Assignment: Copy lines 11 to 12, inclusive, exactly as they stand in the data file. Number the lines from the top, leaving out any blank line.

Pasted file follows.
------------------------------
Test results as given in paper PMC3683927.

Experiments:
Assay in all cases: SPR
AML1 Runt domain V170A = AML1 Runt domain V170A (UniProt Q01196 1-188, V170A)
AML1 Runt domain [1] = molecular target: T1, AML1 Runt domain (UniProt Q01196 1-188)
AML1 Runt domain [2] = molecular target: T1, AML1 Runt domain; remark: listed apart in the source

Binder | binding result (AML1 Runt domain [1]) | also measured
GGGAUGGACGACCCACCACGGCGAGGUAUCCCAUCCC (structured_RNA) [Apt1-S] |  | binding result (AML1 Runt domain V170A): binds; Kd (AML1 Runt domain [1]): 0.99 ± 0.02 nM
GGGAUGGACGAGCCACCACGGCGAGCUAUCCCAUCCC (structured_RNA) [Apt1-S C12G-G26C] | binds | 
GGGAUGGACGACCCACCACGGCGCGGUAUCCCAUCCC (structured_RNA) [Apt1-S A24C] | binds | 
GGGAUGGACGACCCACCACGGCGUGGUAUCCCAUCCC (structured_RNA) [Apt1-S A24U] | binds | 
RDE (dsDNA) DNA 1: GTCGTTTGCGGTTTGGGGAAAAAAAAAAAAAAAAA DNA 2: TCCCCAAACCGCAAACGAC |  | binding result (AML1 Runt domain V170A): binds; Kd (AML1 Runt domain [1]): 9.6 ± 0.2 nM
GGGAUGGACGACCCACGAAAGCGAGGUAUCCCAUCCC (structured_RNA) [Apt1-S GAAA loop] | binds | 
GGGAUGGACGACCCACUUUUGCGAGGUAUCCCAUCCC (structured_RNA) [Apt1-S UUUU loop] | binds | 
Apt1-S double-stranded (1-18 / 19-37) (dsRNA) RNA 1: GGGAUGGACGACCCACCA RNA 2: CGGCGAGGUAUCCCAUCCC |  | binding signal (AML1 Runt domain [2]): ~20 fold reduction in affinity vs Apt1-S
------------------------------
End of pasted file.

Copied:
GGGAUGGACGACCCACCACGGCGUGGUAUCCCAUCCC (structured_RNA) [Apt1-S A24U] | binds | 
RDE (dsDNA) DNA 1: GTCGTTTGCGGTTTGGGGAAAAAAAAAAAAAAAAA DNA 2: TCCCCAAACCGCAAACGAC |  | binding result (AML1 Runt domain V170A): binds; Kd (AML1 Runt domain [1]): 9.6 ± 0.2 nM